You’ll find cats to be the fastest portion of the expanding population. They are everywhere. Keep your eye out for the 1,500 year old olive press in one of the restaurants; you can almost imagine the blindfolded harnessed donkeys circling to crush the olives. Make sure to have some bruschetta-bread toasted in the fire, rubbed with garlic and drizzled with local olive oil and tomatoes. It will be one of your takeaways from Italy that no doubt you will try to duplicate at home and never quite get the same taste. That’s the beauty of travel, a feast for all your senses. civita-italy-walkway-hillside-town

The concrete footbridge takes about 10 minutes to cross. Living in Civita di Bagnoregio is like living on an island. Supplies have to be brought in by moped, and you want to make sure you are organized when you go out to market. Locals love to talk about their experience there and are happy to share tips and suggestions about the area. Take some time to admire the stunning views over the Valle Dei Calanchi surrounding Civita di Bagnoregio.

The views of the surrounding hillside towns.

We were starving when we first arrived, and had a delicious meal before crossing the bridge to the town. A simple menu with fresh, eco-friendly ingredients like so many of the small spots we discovered in Italy.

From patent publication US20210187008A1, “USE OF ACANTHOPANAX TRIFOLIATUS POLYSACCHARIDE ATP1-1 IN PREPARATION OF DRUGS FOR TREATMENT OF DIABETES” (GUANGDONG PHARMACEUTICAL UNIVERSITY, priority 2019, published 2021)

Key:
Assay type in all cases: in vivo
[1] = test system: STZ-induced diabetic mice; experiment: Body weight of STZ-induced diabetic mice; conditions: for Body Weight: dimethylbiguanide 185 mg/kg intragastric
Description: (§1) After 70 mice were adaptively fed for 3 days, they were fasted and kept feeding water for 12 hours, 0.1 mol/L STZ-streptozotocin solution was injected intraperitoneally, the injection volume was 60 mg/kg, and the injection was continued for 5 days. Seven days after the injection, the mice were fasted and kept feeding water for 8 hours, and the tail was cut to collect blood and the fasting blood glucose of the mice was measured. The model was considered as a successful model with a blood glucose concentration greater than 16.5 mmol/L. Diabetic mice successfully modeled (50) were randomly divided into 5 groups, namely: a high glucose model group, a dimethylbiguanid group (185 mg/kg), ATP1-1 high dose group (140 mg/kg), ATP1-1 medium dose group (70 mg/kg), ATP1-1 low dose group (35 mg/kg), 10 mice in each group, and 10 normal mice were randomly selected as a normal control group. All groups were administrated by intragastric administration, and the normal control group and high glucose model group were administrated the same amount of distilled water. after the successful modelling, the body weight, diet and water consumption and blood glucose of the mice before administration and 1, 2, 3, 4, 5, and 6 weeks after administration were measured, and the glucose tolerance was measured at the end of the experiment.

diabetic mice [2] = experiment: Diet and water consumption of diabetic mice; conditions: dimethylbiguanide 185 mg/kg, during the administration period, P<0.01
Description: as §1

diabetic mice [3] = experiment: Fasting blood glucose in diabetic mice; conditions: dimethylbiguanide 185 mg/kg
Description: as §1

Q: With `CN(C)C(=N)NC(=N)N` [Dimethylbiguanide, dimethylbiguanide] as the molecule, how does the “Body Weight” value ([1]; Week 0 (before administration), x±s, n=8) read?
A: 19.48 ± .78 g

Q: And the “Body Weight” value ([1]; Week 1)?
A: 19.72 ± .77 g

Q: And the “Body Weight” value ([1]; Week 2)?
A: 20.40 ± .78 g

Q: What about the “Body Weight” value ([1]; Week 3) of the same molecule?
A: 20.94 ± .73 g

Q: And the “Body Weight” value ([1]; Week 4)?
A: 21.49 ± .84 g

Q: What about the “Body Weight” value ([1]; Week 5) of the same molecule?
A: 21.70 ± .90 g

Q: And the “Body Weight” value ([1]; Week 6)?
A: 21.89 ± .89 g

Pesto with fresh pasta Italian style.

Should you decide to spend the night, I would recommend the Corte della Maesta, a beautiful, luxury hotel where you will be quite happy.

civica-corte-della-maesta-living Luxury Hotel Corte della Maesta in Italy

On your next trip to the central region of Italy, urge you to visit Civita di Bagnoregio which relies on tourism to preserve its heritage and culture. This magical little place can remain sustainable if travelers support its struggle to maintain the infrastructure and local economy. Be respectful of its delicate nature and enjoy a taste of the past in this unique hidden hilltop destination.

The 411 on Civita di Bagnoregio

  • The city is an easy day trip from any number of home bases. 1 1/2 hrs from Rome,  2 hrs from Florence to Orvieto and about 1 hour from Orvieto to Civita.  and about the same from Florence. We drove from Orvieto, where you can also take public transportation in the form of a bus.